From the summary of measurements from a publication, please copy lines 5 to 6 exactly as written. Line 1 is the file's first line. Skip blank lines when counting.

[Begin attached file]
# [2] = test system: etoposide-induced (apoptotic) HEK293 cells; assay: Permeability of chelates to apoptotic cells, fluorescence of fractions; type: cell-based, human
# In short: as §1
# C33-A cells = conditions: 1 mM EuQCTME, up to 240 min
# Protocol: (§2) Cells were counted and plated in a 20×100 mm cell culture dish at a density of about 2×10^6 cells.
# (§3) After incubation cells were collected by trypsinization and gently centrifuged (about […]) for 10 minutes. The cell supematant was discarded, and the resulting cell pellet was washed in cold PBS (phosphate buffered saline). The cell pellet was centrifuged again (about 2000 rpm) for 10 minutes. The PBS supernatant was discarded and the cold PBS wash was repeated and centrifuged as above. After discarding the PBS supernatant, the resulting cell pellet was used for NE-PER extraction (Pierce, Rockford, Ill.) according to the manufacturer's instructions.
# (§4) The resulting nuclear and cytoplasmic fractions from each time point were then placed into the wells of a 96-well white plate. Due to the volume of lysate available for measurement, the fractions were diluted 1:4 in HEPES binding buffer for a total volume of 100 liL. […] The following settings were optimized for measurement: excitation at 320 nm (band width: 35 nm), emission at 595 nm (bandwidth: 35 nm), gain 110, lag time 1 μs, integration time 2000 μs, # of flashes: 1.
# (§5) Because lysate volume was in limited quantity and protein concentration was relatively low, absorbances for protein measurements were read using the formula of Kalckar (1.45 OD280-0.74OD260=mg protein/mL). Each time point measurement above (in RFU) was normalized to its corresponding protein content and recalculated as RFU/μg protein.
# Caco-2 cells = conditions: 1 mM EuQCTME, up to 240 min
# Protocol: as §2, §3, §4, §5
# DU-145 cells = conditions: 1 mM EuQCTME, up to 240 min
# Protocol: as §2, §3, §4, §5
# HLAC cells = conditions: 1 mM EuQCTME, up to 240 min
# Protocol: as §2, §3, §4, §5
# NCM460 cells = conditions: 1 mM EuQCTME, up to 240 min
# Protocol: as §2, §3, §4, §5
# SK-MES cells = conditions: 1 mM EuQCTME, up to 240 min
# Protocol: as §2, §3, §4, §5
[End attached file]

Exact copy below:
# (§3) After incubation cells were collected by trypsinization and gently centrifuged (about […]) for 10 minutes. The cell supematant was discarded, and the resulting cell pellet was washed in cold PBS (phosphate buffered saline). The cell pellet was centrifuged again (about 2000 rpm) for 10 minutes. The PBS supernatant was discarded and the cold PBS wash was repeated and centrifuged as above. After discarding the PBS supernatant, the resulting cell pellet was used for NE-PER extraction (Pierce, Rockford, Ill.) according to the manufacturer's instructions.
# (§4) The resulting nuclear and cytoplasmic fractions from each time point were then placed into the wells of a 96-well white plate. Due to the volume of lysate available for measurement, the fractions were diluted 1:4 in HEPES binding buffer for a total volume of 100 liL. […] The following settings were optimized for measurement: excitation at 320 nm (band width: 35 nm), emission at 595 nm (bandwidth: 35 nm), gain 110, lag time 1 μs, integration time 2000 μs, # of flashes: 1.